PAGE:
Putting Your Free-Range Chickens to Bed

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Photo by Fotolia/sherjaca
Free-range chickens can have a mind of their own, so our Facebook fans offered some sage advice on how to corral these feathered friends.

Ever want to lock in your free-range chickens for the night, but they really want to stay outside and play? Maybe you need to get your rooster out of the way so you can harvest eggs, or you’d like to secure your birds before their normal “bedtime” so you can catch an evening movie?

Sure, you may be able to train chickens to come running to wherever you want them by simply giving them some treats, but we want to hear of other tricks and tactics our Facebook fans use for corralling their birds. Read some of our favorite responses, and check out these helpful tips for raising chickens in your backyard.

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Valachia Bell Mine always comes running when my daughter goes outside. They love her!

Susan Forsythe Pearson When the heat lamp goes on, they’re in the coop by dusk. They do have a mind of their own, so I just wait to close them up for the night.

The Heart of the Home is in the Kitchen My chickens come running when I call them. LOL! They are so much fun!

Melissa Ehrman Johnson I have always offered my daily scraps at dusk. They eagerly follow me for their goodies!

Sonja Kochava Willms-Jones Naturally, chickens will come in at dusk. During the long summer days we usually can get them inside by just coming from behind them and guiding them back in. Predators are a constant here on the prairie, and nightfall is a time when coyotes especially like to invade the property. A good farm dog is essential to running off critters and keeping your chickens happy and not letting them effect egg production. Good luck!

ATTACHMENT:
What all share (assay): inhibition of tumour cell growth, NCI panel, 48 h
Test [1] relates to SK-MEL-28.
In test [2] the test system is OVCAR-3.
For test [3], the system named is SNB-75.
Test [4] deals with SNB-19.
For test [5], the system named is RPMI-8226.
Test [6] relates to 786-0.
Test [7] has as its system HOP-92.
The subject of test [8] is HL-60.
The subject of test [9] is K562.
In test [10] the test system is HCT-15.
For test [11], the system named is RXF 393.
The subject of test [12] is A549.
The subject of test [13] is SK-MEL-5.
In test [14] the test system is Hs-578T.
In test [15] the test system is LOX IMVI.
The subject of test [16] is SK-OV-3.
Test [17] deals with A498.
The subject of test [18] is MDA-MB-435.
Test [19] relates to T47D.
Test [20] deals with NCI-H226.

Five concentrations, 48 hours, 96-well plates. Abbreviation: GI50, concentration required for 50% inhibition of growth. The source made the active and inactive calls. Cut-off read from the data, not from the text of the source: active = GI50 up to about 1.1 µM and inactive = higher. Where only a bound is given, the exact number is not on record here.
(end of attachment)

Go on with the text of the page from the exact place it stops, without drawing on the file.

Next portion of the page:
Ivrie Goldsworthy Shearin I grab my tall stick and start banging it on the deck while yelling, “Baka baka baka!” LOL, they start heading for the door of the coop.

Deanna Bivins Langus I can usually round mine up by just telling them, “Come on, let’s go!” And shooing them along with a broom or by calling “here, chick, chick!” Also, offering treats.

Carol Reynolds Johnson My chickens LOVE the oats I feed my horses. So, I make sure to “train” them randomly with a scoop of oats that I shake and call to them. It helps to always give them treats inside the coop so you can shut the door!

Marina Hoffstrom Mine always went in by themselves at dusk. Well, a bit before dusk actually. When I needed to catch one of them, it was best done in the dark. Even the rooster was easy to pick up in the dark.

Debbie Vitulli I’d like to think they are coming to see me, but it was definitely the food!

Jule L. Eberle With a heat lamp or light on they are in! Some are a little tougher to convince, but ducks are so easy!

Michelle Spurlin We “cluck” and shoo them in with a broom if the sun is still out —they’ll hang-out till that last ray of sun is gone otherwise. Love my chickens!

Paula Rodgers Horning It took my chickens about three times to get the idea. All I did was gently herd them towards the open coop door with a “chick, chick, chick” sound and the reward of a handful of scratch.